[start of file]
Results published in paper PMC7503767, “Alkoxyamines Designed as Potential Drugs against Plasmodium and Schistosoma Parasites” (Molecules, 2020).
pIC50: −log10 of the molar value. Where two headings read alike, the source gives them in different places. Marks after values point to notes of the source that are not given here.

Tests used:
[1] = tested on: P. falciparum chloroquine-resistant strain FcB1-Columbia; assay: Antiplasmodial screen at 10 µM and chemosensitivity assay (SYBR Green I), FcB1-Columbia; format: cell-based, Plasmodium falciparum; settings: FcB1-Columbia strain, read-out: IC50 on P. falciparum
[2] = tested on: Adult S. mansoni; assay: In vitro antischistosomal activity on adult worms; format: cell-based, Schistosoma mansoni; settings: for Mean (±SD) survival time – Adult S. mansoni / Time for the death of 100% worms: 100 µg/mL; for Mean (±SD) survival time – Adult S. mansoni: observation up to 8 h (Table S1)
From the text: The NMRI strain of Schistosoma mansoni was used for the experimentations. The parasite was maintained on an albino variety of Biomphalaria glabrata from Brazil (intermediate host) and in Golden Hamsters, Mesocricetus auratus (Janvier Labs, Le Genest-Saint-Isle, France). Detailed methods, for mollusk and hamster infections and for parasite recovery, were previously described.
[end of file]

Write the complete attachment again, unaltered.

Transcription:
Results published in paper PMC7503767, “Alkoxyamines Designed as Potential Drugs against Plasmodium and Schistosoma Parasites” (Molecules, 2020).
pIC50: −log10 of the molar value. Where two headings read alike, the source gives them in different places. Marks after values point to notes of the source that are not given here.

Tests used:
[1] = tested on: P. falciparum chloroquine-resistant strain FcB1-Columbia; assay: Antiplasmodial screen at 10 µM and chemosensitivity assay (SYBR Green I), FcB1-Columbia; format: cell-based, Plasmodium falciparum; settings: FcB1-Columbia strain, read-out: IC50 on P. falciparum
[2] = tested on: Adult S. mansoni; assay: In vitro antischistosomal activity on adult worms; format: cell-based, Schistosoma mansoni; settings: for Mean (±SD) survival time – Adult S. mansoni / Time for the death of 100% worms: 100 µg/mL; for Mean (±SD) survival time – Adult S. mansoni: observation up to 8 h (Table S1)
From the text: The NMRI strain of Schistosoma mansoni was used for the experimentations. The parasite was maintained on an albino variety of Biomphalaria glabrata from Brazil (intermediate host) and in Golden Hamsters, Mesocricetus auratus (Janvier Labs, Le Genest-Saint-Isle, France). Detailed methods, for mollusk and hamster infections and for parasite recovery, were previously described.